While almost everyone is talking about new Los Angeles Dodgers third baseman Hanley Ramirez in the wake of his trade from the Miami Marlins, there were a few other players involved as well. Perhaps the one that baseball fans know the least about is minor-league reliever Scott McGough.
McGough was packaged along with pitcher Nathan Eovaldi in the trade with Ramirez and reliever Randy Choate going to the Dodgers. Due to the fact that Ramirez is a three-time All-Star and was once considered one of the best players in baseball, most believe that the Dodgers easily won this trade and essentially ripped off the Marlins.
Perhaps that will be the case, but both McGough and Eovaldi are young pitchers with some potential, so time will tell whether the Marlins conceded Ramirez too easily.
Here is a complete breakdown of where McGough is currently, where he has been and what he has the potential to become in the future.
McGough was a star shortstop as a high schooler before making the full-time transition to pitcher with the Ducks. McGough served as a reliever and had solid sophomore and junior seasons, as he put up a 2.45 and a 3.59 ERA respectively with a total of nine saves.
His collegiate performance was enough to increase his draft stock by 41 rounds, as the Dodgers selected him in the fifth round (No. 164 overall) of the 2011 draft.
With that said, there isn't anything inherently special that sets McGough apart from the field. He has average size at 6'0" and 170 pounds, he is right-handed, and although he throws with good velocity, pretty much every young pitcher has to be able to do that these days.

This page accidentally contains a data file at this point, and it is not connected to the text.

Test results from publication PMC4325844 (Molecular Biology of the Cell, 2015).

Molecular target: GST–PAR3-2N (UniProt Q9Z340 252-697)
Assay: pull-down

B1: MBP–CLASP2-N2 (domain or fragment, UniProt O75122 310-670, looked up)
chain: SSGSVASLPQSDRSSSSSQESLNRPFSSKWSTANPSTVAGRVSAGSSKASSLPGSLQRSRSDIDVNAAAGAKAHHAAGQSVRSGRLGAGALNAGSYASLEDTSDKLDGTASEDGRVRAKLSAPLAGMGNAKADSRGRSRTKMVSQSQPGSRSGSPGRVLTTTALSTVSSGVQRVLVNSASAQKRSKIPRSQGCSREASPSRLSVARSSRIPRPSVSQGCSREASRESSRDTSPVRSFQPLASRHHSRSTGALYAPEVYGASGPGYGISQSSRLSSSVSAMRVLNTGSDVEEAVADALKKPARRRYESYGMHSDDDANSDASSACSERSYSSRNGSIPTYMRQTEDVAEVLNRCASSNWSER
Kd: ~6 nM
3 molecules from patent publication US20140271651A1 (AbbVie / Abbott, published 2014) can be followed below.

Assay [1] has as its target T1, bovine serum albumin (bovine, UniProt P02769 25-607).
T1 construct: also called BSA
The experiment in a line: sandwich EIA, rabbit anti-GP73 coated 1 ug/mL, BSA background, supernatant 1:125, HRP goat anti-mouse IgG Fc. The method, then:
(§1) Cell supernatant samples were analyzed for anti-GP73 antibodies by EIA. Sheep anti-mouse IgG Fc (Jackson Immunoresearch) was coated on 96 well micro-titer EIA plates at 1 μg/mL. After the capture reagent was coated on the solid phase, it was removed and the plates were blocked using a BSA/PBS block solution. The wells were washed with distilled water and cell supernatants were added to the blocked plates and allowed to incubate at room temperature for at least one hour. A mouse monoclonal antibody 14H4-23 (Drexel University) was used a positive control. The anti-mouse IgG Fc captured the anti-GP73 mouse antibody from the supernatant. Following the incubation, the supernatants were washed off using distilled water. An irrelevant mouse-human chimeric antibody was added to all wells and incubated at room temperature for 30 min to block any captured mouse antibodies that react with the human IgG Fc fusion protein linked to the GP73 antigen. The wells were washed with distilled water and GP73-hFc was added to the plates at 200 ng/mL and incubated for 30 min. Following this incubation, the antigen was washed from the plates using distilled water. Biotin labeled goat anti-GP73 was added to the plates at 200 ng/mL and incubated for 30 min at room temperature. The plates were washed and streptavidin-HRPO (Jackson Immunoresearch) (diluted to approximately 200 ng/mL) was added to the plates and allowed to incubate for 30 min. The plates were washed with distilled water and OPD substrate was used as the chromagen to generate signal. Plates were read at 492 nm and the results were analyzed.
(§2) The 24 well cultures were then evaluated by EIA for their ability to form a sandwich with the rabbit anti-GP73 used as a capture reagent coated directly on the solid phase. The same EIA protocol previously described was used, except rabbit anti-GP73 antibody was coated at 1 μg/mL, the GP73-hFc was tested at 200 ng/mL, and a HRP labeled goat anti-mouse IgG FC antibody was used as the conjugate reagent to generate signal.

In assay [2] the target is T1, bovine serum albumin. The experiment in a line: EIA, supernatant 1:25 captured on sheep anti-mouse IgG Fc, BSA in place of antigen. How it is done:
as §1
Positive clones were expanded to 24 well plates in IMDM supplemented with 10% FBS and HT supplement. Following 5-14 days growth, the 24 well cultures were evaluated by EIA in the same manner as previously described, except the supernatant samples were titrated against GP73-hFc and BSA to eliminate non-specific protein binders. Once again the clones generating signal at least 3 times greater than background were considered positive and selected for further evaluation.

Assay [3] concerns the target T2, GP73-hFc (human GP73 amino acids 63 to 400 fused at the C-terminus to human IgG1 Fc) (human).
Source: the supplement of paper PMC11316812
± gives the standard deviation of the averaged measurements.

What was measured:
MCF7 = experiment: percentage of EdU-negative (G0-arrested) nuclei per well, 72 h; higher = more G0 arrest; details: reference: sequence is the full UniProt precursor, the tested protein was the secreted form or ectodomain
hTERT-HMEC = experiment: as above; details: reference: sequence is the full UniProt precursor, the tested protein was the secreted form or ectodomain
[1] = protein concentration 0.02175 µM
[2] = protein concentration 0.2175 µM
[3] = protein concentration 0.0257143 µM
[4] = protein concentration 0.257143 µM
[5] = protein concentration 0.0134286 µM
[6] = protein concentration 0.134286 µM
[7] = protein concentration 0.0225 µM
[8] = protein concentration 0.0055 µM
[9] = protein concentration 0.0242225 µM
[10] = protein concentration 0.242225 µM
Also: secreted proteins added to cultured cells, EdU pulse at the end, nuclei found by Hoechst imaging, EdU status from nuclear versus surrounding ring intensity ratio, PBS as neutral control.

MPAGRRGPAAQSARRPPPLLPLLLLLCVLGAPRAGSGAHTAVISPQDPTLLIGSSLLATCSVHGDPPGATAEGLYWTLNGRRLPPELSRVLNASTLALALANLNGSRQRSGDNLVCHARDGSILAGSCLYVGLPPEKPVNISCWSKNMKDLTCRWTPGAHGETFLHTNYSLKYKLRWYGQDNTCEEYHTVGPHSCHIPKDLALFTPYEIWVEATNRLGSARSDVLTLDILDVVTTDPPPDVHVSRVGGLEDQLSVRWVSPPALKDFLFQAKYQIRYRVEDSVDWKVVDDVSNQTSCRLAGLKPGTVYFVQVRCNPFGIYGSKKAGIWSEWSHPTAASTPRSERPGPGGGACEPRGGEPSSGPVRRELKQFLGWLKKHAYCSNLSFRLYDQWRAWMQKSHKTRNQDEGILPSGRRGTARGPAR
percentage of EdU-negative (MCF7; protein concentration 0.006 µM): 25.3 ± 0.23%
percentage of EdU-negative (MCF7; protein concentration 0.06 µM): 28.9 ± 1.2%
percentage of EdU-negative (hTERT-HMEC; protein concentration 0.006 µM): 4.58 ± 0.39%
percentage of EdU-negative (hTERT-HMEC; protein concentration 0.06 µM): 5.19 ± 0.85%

Minor League Performance
McGough began his professional career last season with Ogden in the Rookie League. He made only six appearances there with limited success before being elevated to Class A Great Lakes.
McGough's performance improved in a big way after the promotion, as he amassed a 2.21 ERA, eight saves and 25 strikeouts in just over 20 innings. It seemed like McGough was possibly on the fast track to becoming a key reliever in the near future, but things have gotten much tougher in 2012, as McGough was promoted again to High-A Rancho Cucamonga.
He continues to show some flashes of dominance with 48 punch-outs in 47 innings, but he is also allowing nearly a hit per inning, along with a walk every other inning. McGough is allowing entirely too many baserunners, and that has contributed to his mediocre numbers.
He is 3-5 with a 3.99 ERA this season, and while that wouldn't be too shabby at the major league level, a 22-year-old fifth-round pick should be doing far better in A-ball.
It's dangerous to bury a prospect that has so much developing left to do, but I'm not particularly optimistic about McGough's chances of making an impact in the majors.
He has some good stuff, so he may be able to continue advancing based on that alone, but his control is spotty at best, and I have to believe he would get eaten alive by big-league pitchers at this point. My gut feeling is that McGough is little more than a career minor leaguer who was a throw-in as far as this deal goes.
I would like McGough's chances better if he were a lefty, but he faces an uphill climb as a run-of-the-mill right-hander.
Relievers have a long shelf life, however, and teams tend to go through tons of different ones every season. Because of that, McGough may be able to see some time in the majors a few years down the road if he makes marginal improvements.
I don't see him becoming a closer or a bullpen staple by any means, though, so I'm not entirely sure what intrigued the Marlins so much about him.
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